Mayer did quite a bit of work for newspapers in the first decade of the 20th century, and his very first identifiable titled series was The Plunk Family, created for the Pulitzer organization in 1900 on the occasion of that year's Paris Exposition. The series ran from May 6 to July 1 1900, but I don't know if all the installments related to the World's Fair or not.
In the 1910s Mayer shifted his focus to animation and produced film cartoons well into the 1920s.
Tip of the hat to Cole Johnson who supplied the scans from this series. Thanks Cole!
You haven't, by any chance , ever heard from Peter Arno's granddaughter have you. Thirty years ago she was a Syracuse University student- a bright ,vivacious wonderful gal.
Tuesday, December 29, 2009
Obscurity of the Day: Leonardo
Leonardo was an offering of the Artists & Writers Syndicate that ran from July 26 1976 to March 19 1977 as both a Sunday and daily. The Washington-based syndicate, headed by Phil Seitz, was never more than a niche player in comics -- I know of only one other comic strip they handled, Pluribus.
Leonardo looked like it had a chance at being a real winner. The highly stylized, sophisticated art instantly grabs your attention; a real standout on the comics page. The plot is a slight updating of Wizard of Id -- where that strip had a medieval backdrop, Leonardo moves us up to the Renaissance, but both strips often have their characters acting as if they are in today's world.
Leonardo's gags are quintessential 70's, and are the only weakness of the strip (though a rather important one). Like many other features of the day the subjects of women's lib, disco, dieting, fashion and such are overused, and this feature does little to spice them with any originality.
The strip was the creation of Phil Collins, who despite being a superb cartoonist seems to have popped out of nowhere to do this feature, and then just as quickly disappeared once more. I guess he found his musical career in Genesis more rewarding (kidding). If anyone knows anything about our mystery cartoonist please share!
Thanks for any help.
Thanks for sharing this Leonardo strip; very interesting. Phil Collins artwork (especially his women) reminds me of the art on Bullwinkle & Rocky.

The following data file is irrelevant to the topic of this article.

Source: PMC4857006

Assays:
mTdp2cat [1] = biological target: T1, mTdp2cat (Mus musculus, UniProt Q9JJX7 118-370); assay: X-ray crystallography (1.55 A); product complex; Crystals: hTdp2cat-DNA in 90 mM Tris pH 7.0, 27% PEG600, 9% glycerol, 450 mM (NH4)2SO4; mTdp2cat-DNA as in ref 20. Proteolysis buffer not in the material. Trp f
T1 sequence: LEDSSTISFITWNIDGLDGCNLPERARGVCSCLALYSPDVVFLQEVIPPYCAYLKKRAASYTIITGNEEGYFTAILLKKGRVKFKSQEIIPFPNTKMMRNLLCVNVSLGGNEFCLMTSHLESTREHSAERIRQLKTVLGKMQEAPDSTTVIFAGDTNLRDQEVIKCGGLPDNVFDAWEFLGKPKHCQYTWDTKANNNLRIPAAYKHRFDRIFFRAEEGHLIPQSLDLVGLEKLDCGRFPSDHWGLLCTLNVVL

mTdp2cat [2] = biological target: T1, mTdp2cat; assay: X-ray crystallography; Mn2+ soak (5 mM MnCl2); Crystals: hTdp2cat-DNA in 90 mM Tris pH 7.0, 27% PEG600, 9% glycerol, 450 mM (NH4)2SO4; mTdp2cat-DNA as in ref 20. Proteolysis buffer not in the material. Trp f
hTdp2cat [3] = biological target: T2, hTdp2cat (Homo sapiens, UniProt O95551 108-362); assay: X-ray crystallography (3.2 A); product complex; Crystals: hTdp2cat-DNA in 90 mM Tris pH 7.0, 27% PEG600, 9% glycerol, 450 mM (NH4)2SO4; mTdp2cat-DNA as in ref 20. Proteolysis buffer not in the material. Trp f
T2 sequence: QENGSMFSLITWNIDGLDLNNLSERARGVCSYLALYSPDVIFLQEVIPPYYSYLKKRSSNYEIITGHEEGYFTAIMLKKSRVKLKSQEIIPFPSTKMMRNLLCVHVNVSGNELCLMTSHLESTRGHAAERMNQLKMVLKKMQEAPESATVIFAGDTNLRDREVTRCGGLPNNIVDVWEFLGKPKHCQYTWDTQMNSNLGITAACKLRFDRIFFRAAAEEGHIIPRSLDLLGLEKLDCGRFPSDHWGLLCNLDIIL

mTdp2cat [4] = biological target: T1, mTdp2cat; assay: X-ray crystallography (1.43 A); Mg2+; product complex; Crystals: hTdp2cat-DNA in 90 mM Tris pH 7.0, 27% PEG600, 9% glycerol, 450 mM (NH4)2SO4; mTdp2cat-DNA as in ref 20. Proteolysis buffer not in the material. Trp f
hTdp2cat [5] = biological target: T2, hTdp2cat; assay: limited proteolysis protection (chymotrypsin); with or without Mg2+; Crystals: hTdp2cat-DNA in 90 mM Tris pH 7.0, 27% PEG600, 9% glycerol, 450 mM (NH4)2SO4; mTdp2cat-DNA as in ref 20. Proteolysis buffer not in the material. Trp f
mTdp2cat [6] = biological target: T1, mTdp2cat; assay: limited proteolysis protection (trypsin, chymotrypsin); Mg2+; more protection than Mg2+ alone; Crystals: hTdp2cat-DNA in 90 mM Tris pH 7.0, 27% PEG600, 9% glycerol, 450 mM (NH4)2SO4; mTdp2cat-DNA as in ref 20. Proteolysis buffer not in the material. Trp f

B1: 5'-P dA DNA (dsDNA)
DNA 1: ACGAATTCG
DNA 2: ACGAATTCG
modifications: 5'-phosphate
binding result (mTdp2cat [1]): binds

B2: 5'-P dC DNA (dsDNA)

Monday, December 28, 2009
Obscurity of the Day: The Strange Adventures of Pussy Pumpkin and her Chum Toodles
The Strange Adventures of Pussy Pumpkin and her Chum Toodles was by Grace Drayton, who at the time was working under her married name of Wiederseim. This is Drayton's second newspaper strip series, unless you count it as a continuation of her first, Naughty Toodles, which ended just a few weeks earlier. The strip ran from August 2 1903 to January 10 1904 in the Hearst newspapers.
Toodles, obviously, continues from the earlier strip, but here the spotlight also falls on her owner/companion Pussy Pumpkin. The companions engaged in fairy tale adventures that displayed Drayton's subversive genius for pleasing both parents and kids:
Parent (after a cursory look-see): Ah, this is fine reading for my precious little Priscilla. Nothing like those horrid Katzie rascals. Just a sweet story about a little girl and her kitty helping out poor Mr. Alligator.
Priscilla (after a full reading): This is bully! That alligator just tried to eat that sap kid and her alley cat, and now the elephant's gonna break every bone in his body swingin' him like Hans Wagner. Me for more of this!
Although this was very early in Drayton's career, note that Pussy Pumpkin was already a prototypical Campbell's Soup kid, as would be most every kid she ever drew throughout her career. Drayton would gain lasting fame for her iconic contribution to 20th century advertising shortly after this series ended -- either in 1904 or 1906 depending on who you believe.
A tip of the hat to Steven Stwalley for the sample of this strip!
Sunday, December 27, 2009
Jim Ivey's Sunday Comics
Two books by Jim Ivey are available at Lulu.com or direct from the author:
Graphic Shorthand: Jim Ivey teaches the fundamentals of cartooning in his own inimitable style. 128 pages, coil-bound. Lulu $19.95 plus shipping, direct $25 postpaid.
Cartoons I Liked,Jim Ivey's career retrospective; he picks his own favorite cartoons from a 40-year editorial cartooning career. Lulu $11.95, direct $20 postpaid.
Send your order to:
5840 Dahlia Dr. #7
Orlando FL 32807
When ordered direct, either book will include an original Ivey sketch.
Labels: Jim Ivey's Sunday Comics